For drivers of older Tesla models, use of both networks is free. Any Tesla ordered after 15th January 2017 will need to pay to use the rapid Supercharger points, though each vehicle has 400 kWh in Supercharging credits a year, enough for around 1,000 miles annually.
Destination chargers are free to use by all Tesla drivers who are customers of the destinations where points are located. The Fast chargers – typically 22kW – are intended to top up the Teslas over the course of several hours, as opposed to the high power 120kW or 150 kW Superchargers.
How much does the Tesla network cost?
Membership cost: None
Cost per charge:Typically 26p per kWh
Membership cost: None
Cost per charge: Free
Parking charges may apply
To discover how much it will cost to charge an EV from a Tesla Supercharger charge point, head to Zap-Map’s Public Charging Calculator. This allows you to select any new or used Tesla, and tailor elements – such as electricity cost and charge required – for personalised results.
How to use the Tesla network
No separate RFID card or smartphone app is required to access Tesla Supercharger or Destination points. The units communicate with the car to ensure the vehicle is a Tesla, before commencing the charging process. Costs are charged to an account linked to the car.
Finding Tesla chargers on Zap-MapAll Tesla points – both Supercharger and Destination – can be found on Zap-Map by using the network filter. This can be used on desktop and mobile apps, and displays only those points available to use by Tesla customers.
For open-access Tesla Destination points (see below in “Accessing points on other networks”), Zap-Map users can also filter by connector type. To find Tesla Supercharger or Destination charge points, select the “Tesla 7kW/11kW/2kW” Type 2 option under connector types filters.
Non-Tesla drivers wishing to find open-access Tesla Destination points can search by Tesla Destination on the network filters, while also selecting the generic “Type 2 7kW/22kW” options under Connector types.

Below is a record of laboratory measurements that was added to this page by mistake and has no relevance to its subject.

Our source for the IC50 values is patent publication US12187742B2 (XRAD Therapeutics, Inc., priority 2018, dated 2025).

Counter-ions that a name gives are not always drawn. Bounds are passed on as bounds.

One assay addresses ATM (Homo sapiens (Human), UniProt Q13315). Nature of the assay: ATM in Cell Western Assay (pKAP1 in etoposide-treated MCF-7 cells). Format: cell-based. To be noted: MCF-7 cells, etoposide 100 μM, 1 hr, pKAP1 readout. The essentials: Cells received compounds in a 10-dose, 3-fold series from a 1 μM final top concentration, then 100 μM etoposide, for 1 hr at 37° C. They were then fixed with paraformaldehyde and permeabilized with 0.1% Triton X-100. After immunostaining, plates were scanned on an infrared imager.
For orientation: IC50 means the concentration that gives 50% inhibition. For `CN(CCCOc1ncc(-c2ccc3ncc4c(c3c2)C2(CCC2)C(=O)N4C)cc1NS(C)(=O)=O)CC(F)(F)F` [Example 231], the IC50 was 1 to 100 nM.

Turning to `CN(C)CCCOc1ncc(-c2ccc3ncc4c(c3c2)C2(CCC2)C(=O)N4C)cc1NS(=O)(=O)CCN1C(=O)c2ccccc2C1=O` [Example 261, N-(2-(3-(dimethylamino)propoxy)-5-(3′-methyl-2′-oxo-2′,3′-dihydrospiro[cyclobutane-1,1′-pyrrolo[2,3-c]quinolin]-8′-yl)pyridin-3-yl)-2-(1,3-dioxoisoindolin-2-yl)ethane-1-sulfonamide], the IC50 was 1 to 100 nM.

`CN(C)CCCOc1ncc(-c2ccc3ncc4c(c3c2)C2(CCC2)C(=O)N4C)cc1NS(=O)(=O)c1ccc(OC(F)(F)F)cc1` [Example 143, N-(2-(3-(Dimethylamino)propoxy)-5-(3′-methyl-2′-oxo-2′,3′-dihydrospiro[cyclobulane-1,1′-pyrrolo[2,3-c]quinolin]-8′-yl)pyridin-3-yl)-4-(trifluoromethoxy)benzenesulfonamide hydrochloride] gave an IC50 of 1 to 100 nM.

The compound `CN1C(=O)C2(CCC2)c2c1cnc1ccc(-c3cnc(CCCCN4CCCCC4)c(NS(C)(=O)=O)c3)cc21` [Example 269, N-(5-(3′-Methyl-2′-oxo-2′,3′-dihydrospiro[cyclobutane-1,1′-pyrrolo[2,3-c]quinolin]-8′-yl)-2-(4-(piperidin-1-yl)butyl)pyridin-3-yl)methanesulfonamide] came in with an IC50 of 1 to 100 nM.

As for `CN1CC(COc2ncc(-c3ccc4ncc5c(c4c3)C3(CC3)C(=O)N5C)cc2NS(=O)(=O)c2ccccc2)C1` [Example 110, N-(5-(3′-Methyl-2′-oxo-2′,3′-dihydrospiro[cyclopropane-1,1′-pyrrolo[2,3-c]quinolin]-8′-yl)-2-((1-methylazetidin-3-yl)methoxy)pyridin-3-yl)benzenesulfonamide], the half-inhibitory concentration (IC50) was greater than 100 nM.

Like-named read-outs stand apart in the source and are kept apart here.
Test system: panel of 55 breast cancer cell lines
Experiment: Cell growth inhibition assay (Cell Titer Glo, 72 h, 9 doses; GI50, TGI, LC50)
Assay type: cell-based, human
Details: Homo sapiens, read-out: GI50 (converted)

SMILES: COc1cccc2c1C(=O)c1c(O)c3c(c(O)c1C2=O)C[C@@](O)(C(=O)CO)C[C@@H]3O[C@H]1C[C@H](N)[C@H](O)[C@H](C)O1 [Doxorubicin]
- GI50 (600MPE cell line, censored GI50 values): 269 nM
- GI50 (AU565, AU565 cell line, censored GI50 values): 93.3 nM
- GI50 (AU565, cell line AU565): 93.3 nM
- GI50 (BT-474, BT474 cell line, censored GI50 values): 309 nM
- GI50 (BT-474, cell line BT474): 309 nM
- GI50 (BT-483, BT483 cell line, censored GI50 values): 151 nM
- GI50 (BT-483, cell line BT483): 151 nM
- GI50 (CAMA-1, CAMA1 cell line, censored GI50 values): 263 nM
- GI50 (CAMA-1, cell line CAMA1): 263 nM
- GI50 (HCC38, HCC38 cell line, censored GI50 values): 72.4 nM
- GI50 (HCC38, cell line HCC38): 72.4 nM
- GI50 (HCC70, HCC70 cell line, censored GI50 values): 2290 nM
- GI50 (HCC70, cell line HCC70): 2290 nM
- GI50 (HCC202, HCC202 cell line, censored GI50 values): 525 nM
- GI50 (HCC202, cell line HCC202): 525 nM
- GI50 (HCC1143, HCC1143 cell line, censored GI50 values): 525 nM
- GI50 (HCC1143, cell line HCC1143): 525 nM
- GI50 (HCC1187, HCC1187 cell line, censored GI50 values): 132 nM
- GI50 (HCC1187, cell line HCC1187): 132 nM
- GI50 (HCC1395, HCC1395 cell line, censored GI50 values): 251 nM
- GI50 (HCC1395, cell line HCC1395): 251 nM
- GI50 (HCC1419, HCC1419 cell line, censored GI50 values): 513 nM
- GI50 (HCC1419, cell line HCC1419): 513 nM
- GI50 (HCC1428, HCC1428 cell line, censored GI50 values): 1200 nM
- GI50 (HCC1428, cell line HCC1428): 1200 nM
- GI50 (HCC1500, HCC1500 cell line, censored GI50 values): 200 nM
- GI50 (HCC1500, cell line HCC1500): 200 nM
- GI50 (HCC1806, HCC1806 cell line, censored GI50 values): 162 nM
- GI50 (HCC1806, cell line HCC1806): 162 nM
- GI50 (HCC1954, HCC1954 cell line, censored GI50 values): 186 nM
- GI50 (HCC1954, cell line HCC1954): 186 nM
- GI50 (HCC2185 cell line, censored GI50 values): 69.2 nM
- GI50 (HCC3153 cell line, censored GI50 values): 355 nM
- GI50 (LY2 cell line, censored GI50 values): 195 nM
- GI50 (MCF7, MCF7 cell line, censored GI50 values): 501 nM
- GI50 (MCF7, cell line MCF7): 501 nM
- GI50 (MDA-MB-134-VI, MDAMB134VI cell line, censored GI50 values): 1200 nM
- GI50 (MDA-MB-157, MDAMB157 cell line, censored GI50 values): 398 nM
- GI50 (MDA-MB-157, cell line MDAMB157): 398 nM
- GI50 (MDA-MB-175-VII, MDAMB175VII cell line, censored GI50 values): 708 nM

Charging types and speeds can be filtered too, showing only those points that are compatible with users’ cars.
Accessing Tesla Destination charge points
Because access is dependent on car-to-charger communication, for non-Tesla drivers there is no Supercharger or Destination cross-network compatibility. To use other network points, they must first follow the same processes as any other customer.
However, Tesla often installs a non-Tesla specific Type 2 charge point alongside its Destination chargers. These are available for any EV driver to use, providing they have a Type 2 inlet on their car, since the units come with tethered cables.
The open-access charge points do not have a cost to use, as with the Tesla Destination units, and look identical. Often installed alongside the Tesla-specific points, signage is added to differentiate between the units for ease of use.
On Zap-Map, these charge points are listed as being under the Tesla Destination network. However, where Tesla-specific points are listed as ‘Tesla’ (below left), open points are listed as ‘Type 2’ (below right).
The Tesla Supercharger network is one of the UK’s fastest, with Supercharger speeds of either 120 kW or 150 kW available. This is more than twice as fast as the majority of the CHAdeMO or CCS rapid units.
The manufacturer considered providing a network of charging points essential in the promotion of electric vehicles as viable alternatives, and Tesla drivers can use Supercharger points in any country without the need to sign up for different national standards etc.
Destination chargers allow for the same international usage, and often Fast charge at 22kW. The purpose of the Destination points is to expand Tesla’s reach beyond the main motorway network where its Superchargers are located.